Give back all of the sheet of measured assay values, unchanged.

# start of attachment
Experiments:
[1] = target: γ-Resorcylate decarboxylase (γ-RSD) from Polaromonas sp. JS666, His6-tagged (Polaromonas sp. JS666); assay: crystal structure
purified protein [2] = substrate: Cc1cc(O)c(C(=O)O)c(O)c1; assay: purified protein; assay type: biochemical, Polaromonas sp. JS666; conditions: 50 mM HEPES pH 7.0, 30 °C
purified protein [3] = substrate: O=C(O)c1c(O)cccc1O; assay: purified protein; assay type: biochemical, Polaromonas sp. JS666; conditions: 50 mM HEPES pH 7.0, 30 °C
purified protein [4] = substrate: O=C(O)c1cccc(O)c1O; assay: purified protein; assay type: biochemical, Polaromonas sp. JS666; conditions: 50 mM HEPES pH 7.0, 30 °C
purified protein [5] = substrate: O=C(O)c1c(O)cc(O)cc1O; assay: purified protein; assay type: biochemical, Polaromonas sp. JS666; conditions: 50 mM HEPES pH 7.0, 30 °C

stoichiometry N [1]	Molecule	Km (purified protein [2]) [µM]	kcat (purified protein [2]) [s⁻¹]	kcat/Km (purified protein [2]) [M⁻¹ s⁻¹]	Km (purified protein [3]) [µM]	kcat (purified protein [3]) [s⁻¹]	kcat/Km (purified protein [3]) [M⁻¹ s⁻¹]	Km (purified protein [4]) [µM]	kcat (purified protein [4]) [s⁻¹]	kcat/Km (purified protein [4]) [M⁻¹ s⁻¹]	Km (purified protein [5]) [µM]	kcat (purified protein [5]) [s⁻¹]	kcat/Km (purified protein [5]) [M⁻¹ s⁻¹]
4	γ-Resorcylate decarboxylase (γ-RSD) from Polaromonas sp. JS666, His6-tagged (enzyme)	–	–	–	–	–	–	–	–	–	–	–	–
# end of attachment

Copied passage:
Experiments:
[1] = target: γ-Resorcylate decarboxylase (γ-RSD) from Polaromonas sp. JS666, His6-tagged (Polaromonas sp. JS666); assay: crystal structure
purified protein [2] = substrate: Cc1cc(O)c(C(=O)O)c(O)c1; assay: purified protein; assay type: biochemical, Polaromonas sp. JS666; conditions: 50 mM HEPES pH 7.0, 30 °C
purified protein [3] = substrate: O=C(O)c1c(O)cccc1O; assay: purified protein; assay type: biochemical, Polaromonas sp. JS666; conditions: 50 mM HEPES pH 7.0, 30 °C
purified protein [4] = substrate: O=C(O)c1cccc(O)c1O; assay: purified protein; assay type: biochemical, Polaromonas sp. JS666; conditions: 50 mM HEPES pH 7.0, 30 °C
purified protein [5] = substrate: O=C(O)c1c(O)cc(O)cc1O; assay: purified protein; assay type: biochemical, Polaromonas sp. JS666; conditions: 50 mM HEPES pH 7.0, 30 °C

stoichiometry N [1]	Molecule	Km (purified protein [2]) [µM]	kcat (purified protein [2]) [s⁻¹]	kcat/Km (purified protein [2]) [M⁻¹ s⁻¹]	Km (purified protein [3]) [µM]	kcat (purified protein [3]) [s⁻¹]	kcat/Km (purified protein [3]) [M⁻¹ s⁻¹]	Km (purified protein [4]) [µM]	kcat (purified protein [4]) [s⁻¹]	kcat/Km (purified protein [4]) [M⁻¹ s⁻¹]	Km (purified protein [5]) [µM]	kcat (purified protein [5]) [s⁻¹]	kcat/Km (purified protein [5]) [M⁻¹ s⁻¹]
4	γ-Resorcylate decarboxylase (γ-RSD) from Polaromonas sp. JS666, His6-tagged (enzyme)	–	–	–	–	–	–	–	–	–	–	–	–